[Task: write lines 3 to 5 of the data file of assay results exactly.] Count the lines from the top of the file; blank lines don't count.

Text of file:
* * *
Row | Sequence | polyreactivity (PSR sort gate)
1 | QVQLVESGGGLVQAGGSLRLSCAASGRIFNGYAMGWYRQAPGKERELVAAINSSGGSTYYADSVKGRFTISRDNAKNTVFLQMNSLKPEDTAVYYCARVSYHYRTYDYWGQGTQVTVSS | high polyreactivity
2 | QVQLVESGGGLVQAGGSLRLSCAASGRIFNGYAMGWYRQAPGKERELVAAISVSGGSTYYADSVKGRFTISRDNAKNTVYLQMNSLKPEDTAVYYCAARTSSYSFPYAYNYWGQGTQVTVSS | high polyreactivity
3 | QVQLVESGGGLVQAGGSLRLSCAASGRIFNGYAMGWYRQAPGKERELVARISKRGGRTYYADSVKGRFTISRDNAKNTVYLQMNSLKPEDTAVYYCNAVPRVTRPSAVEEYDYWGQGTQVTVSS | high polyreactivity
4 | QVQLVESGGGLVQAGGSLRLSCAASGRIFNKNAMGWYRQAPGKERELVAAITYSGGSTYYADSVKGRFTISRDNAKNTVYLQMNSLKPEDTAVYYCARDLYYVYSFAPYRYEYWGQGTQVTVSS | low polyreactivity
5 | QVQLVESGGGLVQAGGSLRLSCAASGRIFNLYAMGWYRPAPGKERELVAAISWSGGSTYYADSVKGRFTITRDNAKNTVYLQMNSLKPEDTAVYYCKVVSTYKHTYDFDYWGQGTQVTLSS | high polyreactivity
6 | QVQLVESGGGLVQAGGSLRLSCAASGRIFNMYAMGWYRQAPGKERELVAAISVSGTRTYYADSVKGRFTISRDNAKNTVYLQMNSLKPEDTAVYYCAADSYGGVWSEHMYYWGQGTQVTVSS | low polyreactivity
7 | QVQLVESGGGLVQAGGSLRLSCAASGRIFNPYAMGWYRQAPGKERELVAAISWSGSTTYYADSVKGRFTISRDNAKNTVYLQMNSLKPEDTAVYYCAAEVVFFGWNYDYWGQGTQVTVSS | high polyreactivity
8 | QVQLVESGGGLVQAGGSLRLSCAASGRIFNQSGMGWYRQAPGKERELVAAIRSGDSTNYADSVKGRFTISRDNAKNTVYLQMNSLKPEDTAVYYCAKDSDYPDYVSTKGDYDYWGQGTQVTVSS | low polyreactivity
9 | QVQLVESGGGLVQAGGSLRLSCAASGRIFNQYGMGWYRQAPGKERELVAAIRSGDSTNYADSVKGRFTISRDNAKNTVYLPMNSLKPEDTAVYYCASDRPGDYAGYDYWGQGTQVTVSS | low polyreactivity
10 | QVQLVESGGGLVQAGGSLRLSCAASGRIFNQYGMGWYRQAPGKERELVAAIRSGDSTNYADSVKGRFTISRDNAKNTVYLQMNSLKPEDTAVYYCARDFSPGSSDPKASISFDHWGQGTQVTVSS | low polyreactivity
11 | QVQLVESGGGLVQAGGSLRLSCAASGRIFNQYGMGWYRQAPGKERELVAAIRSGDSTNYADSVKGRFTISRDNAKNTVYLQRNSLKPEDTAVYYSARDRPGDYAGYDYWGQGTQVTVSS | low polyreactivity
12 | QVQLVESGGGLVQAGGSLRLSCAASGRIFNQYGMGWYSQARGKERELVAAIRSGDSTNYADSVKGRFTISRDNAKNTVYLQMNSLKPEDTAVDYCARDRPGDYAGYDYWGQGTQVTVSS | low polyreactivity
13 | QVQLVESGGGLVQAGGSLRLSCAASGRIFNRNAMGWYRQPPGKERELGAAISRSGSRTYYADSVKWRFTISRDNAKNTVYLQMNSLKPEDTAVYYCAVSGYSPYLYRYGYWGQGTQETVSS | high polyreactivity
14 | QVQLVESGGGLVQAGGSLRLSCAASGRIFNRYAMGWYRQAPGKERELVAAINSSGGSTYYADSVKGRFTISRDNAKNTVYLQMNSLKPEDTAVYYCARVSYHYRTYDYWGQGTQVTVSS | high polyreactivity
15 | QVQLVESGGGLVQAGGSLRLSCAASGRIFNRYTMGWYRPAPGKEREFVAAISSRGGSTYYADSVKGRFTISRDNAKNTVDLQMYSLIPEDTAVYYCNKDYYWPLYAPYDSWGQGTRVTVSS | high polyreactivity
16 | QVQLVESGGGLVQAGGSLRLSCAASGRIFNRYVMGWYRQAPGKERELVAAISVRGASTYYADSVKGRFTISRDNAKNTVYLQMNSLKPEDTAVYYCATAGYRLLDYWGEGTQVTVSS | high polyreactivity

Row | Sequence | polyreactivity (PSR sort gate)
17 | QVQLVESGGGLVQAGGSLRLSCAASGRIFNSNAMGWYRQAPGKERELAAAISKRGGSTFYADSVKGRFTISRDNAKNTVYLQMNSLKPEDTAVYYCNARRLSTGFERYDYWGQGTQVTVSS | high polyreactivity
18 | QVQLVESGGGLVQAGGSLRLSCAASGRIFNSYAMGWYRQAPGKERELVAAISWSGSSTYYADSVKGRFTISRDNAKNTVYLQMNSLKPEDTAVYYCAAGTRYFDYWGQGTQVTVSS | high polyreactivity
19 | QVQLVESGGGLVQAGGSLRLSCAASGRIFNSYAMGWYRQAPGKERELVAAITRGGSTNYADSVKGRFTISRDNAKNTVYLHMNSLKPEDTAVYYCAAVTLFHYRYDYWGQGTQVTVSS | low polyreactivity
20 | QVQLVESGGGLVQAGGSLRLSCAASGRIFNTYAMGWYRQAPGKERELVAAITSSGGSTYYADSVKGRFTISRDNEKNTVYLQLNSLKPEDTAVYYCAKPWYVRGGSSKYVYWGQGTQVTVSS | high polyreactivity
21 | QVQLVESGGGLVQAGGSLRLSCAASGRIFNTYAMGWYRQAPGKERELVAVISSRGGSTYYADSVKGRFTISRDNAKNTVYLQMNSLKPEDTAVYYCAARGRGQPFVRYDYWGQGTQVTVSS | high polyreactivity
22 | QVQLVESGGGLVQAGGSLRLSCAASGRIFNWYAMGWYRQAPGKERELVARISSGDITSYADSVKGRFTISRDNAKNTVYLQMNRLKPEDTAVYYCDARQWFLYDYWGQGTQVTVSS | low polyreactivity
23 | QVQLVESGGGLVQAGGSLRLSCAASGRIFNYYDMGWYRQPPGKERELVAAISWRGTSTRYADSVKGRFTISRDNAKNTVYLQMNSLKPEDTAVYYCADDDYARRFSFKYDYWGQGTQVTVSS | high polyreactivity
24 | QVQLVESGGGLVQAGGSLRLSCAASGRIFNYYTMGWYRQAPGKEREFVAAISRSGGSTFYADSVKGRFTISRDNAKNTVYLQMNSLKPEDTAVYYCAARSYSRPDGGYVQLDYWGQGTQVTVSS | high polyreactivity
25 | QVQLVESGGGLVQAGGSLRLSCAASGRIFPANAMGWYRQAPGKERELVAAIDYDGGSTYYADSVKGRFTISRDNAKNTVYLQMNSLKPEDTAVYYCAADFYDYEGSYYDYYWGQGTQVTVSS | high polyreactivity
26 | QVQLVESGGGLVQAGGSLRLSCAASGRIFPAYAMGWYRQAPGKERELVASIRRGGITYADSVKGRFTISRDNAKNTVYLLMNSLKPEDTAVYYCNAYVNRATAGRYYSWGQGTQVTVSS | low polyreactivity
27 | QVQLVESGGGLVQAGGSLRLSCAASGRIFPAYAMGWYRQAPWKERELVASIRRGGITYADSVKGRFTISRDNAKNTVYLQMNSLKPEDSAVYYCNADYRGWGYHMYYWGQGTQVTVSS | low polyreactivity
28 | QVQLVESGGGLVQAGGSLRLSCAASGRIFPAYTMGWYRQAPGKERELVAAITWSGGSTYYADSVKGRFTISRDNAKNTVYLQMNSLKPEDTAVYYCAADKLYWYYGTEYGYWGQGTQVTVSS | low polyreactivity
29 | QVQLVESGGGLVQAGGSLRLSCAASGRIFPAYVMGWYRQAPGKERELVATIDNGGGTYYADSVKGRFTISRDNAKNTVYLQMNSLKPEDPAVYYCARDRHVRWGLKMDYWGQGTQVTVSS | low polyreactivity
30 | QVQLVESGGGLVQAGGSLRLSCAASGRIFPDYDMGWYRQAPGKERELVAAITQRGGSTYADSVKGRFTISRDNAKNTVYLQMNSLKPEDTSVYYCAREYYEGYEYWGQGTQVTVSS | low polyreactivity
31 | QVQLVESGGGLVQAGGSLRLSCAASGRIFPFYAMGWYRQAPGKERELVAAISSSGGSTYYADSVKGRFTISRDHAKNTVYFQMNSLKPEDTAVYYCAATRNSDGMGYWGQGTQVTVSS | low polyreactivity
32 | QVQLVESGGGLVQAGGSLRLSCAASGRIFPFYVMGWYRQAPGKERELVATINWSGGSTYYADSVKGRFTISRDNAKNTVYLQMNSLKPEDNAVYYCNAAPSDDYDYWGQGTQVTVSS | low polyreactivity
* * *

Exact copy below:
2 | QVQLVESGGGLVQAGGSLRLSCAASGRIFNGYAMGWYRQAPGKERELVAAISVSGGSTYYADSVKGRFTISRDNAKNTVYLQMNSLKPEDTAVYYCAARTSSYSFPYAYNYWGQGTQVTVSS | high polyreactivity
3 | QVQLVESGGGLVQAGGSLRLSCAASGRIFNGYAMGWYRQAPGKERELVARISKRGGRTYYADSVKGRFTISRDNAKNTVYLQMNSLKPEDTAVYYCNAVPRVTRPSAVEEYDYWGQGTQVTVSS | high polyreactivity
4 | QVQLVESGGGLVQAGGSLRLSCAASGRIFNKNAMGWYRQAPGKERELVAAITYSGGSTYYADSVKGRFTISRDNAKNTVYLQMNSLKPEDTAVYYCARDLYYVYSFAPYRYEYWGQGTQVTVSS | low polyreactivity